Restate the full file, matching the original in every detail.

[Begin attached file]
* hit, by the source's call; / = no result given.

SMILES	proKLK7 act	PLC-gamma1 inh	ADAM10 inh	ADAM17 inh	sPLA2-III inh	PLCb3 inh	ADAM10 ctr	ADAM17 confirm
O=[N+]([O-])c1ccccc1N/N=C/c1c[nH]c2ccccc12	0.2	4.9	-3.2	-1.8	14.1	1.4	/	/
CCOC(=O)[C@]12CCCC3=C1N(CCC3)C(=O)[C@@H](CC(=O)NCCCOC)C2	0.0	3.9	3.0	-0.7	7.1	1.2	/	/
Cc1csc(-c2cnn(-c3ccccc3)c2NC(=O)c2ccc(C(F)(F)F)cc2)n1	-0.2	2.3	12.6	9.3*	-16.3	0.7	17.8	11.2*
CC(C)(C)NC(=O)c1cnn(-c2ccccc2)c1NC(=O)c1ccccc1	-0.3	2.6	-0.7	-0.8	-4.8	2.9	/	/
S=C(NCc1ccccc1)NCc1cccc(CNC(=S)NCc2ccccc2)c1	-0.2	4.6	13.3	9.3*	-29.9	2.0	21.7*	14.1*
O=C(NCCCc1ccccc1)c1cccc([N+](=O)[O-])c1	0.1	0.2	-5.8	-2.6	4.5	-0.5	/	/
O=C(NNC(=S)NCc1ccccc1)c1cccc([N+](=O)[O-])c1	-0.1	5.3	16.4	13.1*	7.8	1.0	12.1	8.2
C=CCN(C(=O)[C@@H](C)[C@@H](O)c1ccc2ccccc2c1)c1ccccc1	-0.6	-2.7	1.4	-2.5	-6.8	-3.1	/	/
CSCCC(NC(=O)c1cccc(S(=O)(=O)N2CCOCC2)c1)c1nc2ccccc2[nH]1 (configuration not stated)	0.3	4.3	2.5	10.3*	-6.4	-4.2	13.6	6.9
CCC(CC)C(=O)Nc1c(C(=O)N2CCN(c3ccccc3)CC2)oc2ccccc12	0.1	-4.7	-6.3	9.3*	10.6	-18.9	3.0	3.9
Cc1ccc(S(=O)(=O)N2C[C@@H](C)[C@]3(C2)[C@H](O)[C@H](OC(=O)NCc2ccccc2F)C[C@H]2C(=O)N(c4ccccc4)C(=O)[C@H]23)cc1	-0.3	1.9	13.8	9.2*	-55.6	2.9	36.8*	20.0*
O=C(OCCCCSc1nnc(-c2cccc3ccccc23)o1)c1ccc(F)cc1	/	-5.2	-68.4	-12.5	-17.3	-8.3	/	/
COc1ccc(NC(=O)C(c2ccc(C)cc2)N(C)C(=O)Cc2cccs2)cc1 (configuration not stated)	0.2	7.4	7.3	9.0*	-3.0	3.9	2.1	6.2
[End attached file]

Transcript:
* hit, by the source's call; / = no result given.

SMILES	proKLK7 act	PLC-gamma1 inh	ADAM10 inh	ADAM17 inh	sPLA2-III inh	PLCb3 inh	ADAM10 ctr	ADAM17 confirm
O=[N+]([O-])c1ccccc1N/N=C/c1c[nH]c2ccccc12	0.2	4.9	-3.2	-1.8	14.1	1.4	/	/
CCOC(=O)[C@]12CCCC3=C1N(CCC3)C(=O)[C@@H](CC(=O)NCCCOC)C2	0.0	3.9	3.0	-0.7	7.1	1.2	/	/
Cc1csc(-c2cnn(-c3ccccc3)c2NC(=O)c2ccc(C(F)(F)F)cc2)n1	-0.2	2.3	12.6	9.3*	-16.3	0.7	17.8	11.2*
CC(C)(C)NC(=O)c1cnn(-c2ccccc2)c1NC(=O)c1ccccc1	-0.3	2.6	-0.7	-0.8	-4.8	2.9	/	/
S=C(NCc1ccccc1)NCc1cccc(CNC(=S)NCc2ccccc2)c1	-0.2	4.6	13.3	9.3*	-29.9	2.0	21.7*	14.1*
O=C(NCCCc1ccccc1)c1cccc([N+](=O)[O-])c1	0.1	0.2	-5.8	-2.6	4.5	-0.5	/	/
O=C(NNC(=S)NCc1ccccc1)c1cccc([N+](=O)[O-])c1	-0.1	5.3	16.4	13.1*	7.8	1.0	12.1	8.2
C=CCN(C(=O)[C@@H](C)[C@@H](O)c1ccc2ccccc2c1)c1ccccc1	-0.6	-2.7	1.4	-2.5	-6.8	-3.1	/	/
CSCCC(NC(=O)c1cccc(S(=O)(=O)N2CCOCC2)c1)c1nc2ccccc2[nH]1 (configuration not stated)	0.3	4.3	2.5	10.3*	-6.4	-4.2	13.6	6.9
CCC(CC)C(=O)Nc1c(C(=O)N2CCN(c3ccccc3)CC2)oc2ccccc12	0.1	-4.7	-6.3	9.3*	10.6	-18.9	3.0	3.9
Cc1ccc(S(=O)(=O)N2C[C@@H](C)[C@]3(C2)[C@H](O)[C@H](OC(=O)NCc2ccccc2F)C[C@H]2C(=O)N(c4ccccc4)C(=O)[C@H]23)cc1	-0.3	1.9	13.8	9.2*	-55.6	2.9	36.8*	20.0*
O=C(OCCCCSc1nnc(-c2cccc3ccccc23)o1)c1ccc(F)cc1	/	-5.2	-68.4	-12.5	-17.3	-8.3	/	/
COc1ccc(NC(=O)C(c2ccc(C)cc2)N(C)C(=O)Cc2cccs2)cc1 (configuration not stated)	0.2	7.4	7.3	9.0*	-3.0	3.9	2.1	6.2